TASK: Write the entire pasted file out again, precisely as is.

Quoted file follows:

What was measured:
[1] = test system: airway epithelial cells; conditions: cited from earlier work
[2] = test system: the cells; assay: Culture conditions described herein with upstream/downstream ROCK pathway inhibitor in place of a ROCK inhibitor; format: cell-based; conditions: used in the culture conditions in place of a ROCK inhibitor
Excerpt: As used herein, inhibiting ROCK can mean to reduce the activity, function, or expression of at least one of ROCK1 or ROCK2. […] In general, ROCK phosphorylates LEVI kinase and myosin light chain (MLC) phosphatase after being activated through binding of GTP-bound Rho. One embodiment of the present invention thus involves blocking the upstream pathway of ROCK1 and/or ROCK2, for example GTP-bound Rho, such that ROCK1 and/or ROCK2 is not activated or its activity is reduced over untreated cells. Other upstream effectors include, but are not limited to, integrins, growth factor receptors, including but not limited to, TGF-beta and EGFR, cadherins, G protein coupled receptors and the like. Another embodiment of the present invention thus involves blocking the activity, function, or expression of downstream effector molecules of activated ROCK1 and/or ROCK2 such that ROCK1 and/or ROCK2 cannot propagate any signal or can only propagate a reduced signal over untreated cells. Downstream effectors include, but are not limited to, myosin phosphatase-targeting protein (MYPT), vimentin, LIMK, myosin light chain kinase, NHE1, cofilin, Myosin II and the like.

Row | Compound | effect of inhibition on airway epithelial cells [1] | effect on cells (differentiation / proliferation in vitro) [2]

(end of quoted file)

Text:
What was measured:
[1] = test system: airway epithelial cells; conditions: cited from earlier work
[2] = test system: the cells; assay: Culture conditions described herein with upstream/downstream ROCK pathway inhibitor in place of a ROCK inhibitor; format: cell-based; conditions: used in the culture conditions in place of a ROCK inhibitor
Excerpt: As used herein, inhibiting ROCK can mean to reduce the activity, function, or expression of at least one of ROCK1 or ROCK2. […] In general, ROCK phosphorylates LEVI kinase and myosin light chain (MLC) phosphatase after being activated through binding of GTP-bound Rho. One embodiment of the present invention thus involves blocking the upstream pathway of ROCK1 and/or ROCK2, for example GTP-bound Rho, such that ROCK1 and/or ROCK2 is not activated or its activity is reduced over untreated cells. Other upstream effectors include, but are not limited to, integrins, growth factor receptors, including but not limited to, TGF-beta and EGFR, cadherins, G protein coupled receptors and the like. Another embodiment of the present invention thus involves blocking the activity, function, or expression of downstream effector molecules of activated ROCK1 and/or ROCK2 such that ROCK1 and/or ROCK2 cannot propagate any signal or can only propagate a reduced signal over untreated cells. Downstream effectors include, but are not limited to, myosin phosphatase-targeting protein (MYPT), vimentin, LIMK, myosin light chain kinase, NHE1, cofilin, Myosin II and the like.

Row | Compound | effect of inhibition on airway epithelial cells [1] | effect on cells (differentiation / proliferation in vitro) [2]